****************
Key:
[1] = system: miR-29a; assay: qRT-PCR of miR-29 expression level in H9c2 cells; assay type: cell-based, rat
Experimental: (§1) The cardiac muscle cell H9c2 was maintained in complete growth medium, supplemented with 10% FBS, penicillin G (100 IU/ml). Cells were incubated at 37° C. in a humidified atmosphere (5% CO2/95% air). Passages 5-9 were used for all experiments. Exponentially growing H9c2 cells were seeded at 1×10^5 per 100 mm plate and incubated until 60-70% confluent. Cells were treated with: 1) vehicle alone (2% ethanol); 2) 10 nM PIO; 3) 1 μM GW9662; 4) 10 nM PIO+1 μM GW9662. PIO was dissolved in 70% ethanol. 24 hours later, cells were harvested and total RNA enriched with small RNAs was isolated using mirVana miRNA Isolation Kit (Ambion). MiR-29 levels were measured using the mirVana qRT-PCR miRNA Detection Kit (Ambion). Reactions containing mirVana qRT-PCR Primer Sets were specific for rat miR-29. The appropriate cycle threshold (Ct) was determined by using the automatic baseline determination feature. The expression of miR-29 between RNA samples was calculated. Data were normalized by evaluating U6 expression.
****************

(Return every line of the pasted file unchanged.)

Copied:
Key:
[1] = system: miR-29a; assay: qRT-PCR of miR-29 expression level in H9c2 cells; assay type: cell-based, rat
Experimental: (§1) The cardiac muscle cell H9c2 was maintained in complete growth medium, supplemented with 10% FBS, penicillin G (100 IU/ml). Cells were incubated at 37° C. in a humidified atmosphere (5% CO2/95% air). Passages 5-9 were used for all experiments. Exponentially growing H9c2 cells were seeded at 1×10^5 per 100 mm plate and incubated until 60-70% confluent. Cells were treated with: 1) vehicle alone (2% ethanol); 2) 10 nM PIO; 3) 1 μM GW9662; 4) 10 nM PIO+1 μM GW9662. PIO was dissolved in 70% ethanol. 24 hours later, cells were harvested and total RNA enriched with small RNAs was isolated using mirVana miRNA Isolation Kit (Ambion). MiR-29 levels were measured using the mirVana qRT-PCR miRNA Detection Kit (Ambion). Reactions containing mirVana qRT-PCR Primer Sets were specific for rat miR-29. The appropriate cycle threshold (Ct) was determined by using the automatic baseline determination feature. The expression of miR-29 between RNA samples was calculated. Data were normalized by evaluating U6 expression.